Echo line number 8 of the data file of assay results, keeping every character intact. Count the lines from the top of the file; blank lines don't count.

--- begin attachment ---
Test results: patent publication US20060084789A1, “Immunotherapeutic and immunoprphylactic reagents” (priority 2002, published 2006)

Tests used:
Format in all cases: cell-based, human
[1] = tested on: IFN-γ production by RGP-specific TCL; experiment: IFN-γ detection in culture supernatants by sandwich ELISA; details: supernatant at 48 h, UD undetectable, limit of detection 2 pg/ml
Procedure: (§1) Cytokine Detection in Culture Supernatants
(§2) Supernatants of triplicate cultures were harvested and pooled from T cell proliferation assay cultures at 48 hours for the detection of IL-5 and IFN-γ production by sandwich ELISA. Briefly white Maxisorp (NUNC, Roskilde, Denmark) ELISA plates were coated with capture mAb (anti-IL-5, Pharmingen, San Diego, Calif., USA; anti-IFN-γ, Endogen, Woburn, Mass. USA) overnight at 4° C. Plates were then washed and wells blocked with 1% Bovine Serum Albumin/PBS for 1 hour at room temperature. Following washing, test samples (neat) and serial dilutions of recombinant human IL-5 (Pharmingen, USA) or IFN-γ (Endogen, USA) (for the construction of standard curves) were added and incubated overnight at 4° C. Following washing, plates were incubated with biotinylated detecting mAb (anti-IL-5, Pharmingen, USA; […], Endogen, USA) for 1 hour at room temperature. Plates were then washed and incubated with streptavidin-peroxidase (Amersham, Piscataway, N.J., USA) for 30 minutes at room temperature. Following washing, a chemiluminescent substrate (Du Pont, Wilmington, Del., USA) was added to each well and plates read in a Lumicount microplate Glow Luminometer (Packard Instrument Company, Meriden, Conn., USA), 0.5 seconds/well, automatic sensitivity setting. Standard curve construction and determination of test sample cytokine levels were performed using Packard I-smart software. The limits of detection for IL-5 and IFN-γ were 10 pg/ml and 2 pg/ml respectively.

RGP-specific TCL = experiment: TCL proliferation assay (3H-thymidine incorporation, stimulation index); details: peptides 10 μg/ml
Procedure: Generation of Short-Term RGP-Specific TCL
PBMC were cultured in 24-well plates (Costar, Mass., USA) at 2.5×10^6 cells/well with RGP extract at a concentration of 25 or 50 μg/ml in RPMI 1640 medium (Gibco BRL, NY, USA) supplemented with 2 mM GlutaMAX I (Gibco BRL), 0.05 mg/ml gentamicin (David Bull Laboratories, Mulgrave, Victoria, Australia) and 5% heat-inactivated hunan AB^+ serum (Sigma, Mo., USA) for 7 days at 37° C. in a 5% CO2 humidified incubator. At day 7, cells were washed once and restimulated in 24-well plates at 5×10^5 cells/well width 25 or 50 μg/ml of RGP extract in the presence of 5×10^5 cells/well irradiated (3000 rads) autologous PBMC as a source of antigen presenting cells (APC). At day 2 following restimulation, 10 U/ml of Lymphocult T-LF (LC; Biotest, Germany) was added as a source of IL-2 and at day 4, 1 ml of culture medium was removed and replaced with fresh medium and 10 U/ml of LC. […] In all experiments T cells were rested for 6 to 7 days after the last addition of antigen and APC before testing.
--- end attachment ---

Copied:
Procedure: Generation of Short-Term RGP-Specific TCL